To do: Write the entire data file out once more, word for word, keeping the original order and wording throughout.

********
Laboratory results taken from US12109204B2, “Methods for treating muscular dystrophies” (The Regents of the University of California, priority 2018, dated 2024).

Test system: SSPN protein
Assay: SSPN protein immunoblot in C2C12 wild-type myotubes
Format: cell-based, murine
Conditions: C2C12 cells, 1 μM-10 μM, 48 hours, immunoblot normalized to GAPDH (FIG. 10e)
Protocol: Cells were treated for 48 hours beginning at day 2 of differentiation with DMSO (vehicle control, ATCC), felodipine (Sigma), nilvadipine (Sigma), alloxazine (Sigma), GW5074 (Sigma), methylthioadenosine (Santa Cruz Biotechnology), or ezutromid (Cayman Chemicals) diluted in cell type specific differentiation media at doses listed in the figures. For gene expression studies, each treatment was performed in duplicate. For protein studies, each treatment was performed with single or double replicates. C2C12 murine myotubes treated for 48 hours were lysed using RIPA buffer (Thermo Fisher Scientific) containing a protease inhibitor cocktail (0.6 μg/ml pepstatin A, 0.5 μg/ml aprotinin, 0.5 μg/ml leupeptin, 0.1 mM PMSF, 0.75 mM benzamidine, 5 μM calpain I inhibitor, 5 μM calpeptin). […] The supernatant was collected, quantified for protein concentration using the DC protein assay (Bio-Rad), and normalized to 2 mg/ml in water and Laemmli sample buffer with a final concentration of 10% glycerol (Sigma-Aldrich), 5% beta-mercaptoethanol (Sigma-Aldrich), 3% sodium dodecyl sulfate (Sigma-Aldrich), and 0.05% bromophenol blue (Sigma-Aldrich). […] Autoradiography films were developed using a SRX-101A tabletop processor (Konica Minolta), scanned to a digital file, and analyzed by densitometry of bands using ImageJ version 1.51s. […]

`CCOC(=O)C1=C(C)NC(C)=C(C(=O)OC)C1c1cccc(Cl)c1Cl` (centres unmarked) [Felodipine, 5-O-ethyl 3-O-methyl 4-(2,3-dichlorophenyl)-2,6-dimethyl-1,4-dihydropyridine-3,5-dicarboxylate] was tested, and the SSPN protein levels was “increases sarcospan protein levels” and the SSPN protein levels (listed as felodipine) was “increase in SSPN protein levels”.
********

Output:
Laboratory results taken from US12109204B2, “Methods for treating muscular dystrophies” (The Regents of the University of California, priority 2018, dated 2024).

Test system: SSPN protein
Assay: SSPN protein immunoblot in C2C12 wild-type myotubes
Format: cell-based, murine
Conditions: C2C12 cells, 1 μM-10 μM, 48 hours, immunoblot normalized to GAPDH (FIG. 10e)
Protocol: Cells were treated for 48 hours beginning at day 2 of differentiation with DMSO (vehicle control, ATCC), felodipine (Sigma), nilvadipine (Sigma), alloxazine (Sigma), GW5074 (Sigma), methylthioadenosine (Santa Cruz Biotechnology), or ezutromid (Cayman Chemicals) diluted in cell type specific differentiation media at doses listed in the figures. For gene expression studies, each treatment was performed in duplicate. For protein studies, each treatment was performed with single or double replicates. C2C12 murine myotubes treated for 48 hours were lysed using RIPA buffer (Thermo Fisher Scientific) containing a protease inhibitor cocktail (0.6 μg/ml pepstatin A, 0.5 μg/ml aprotinin, 0.5 μg/ml leupeptin, 0.1 mM PMSF, 0.75 mM benzamidine, 5 μM calpain I inhibitor, 5 μM calpeptin). […] The supernatant was collected, quantified for protein concentration using the DC protein assay (Bio-Rad), and normalized to 2 mg/ml in water and Laemmli sample buffer with a final concentration of 10% glycerol (Sigma-Aldrich), 5% beta-mercaptoethanol (Sigma-Aldrich), 3% sodium dodecyl sulfate (Sigma-Aldrich), and 0.05% bromophenol blue (Sigma-Aldrich). […] Autoradiography films were developed using a SRX-101A tabletop processor (Konica Minolta), scanned to a digital file, and analyzed by densitometry of bands using ImageJ version 1.51s. […]

`CCOC(=O)C1=C(C)NC(C)=C(C(=O)OC)C1c1cccc(Cl)c1Cl` (centres unmarked) [Felodipine, 5-O-ethyl 3-O-methyl 4-(2,3-dichlorophenyl)-2,6-dimethyl-1,4-dihydropyridine-3,5-dicarboxylate] was tested, and the SSPN protein levels was “increases sarcospan protein levels” and the SSPN protein levels (listed as felodipine) was “increase in SSPN protein levels”.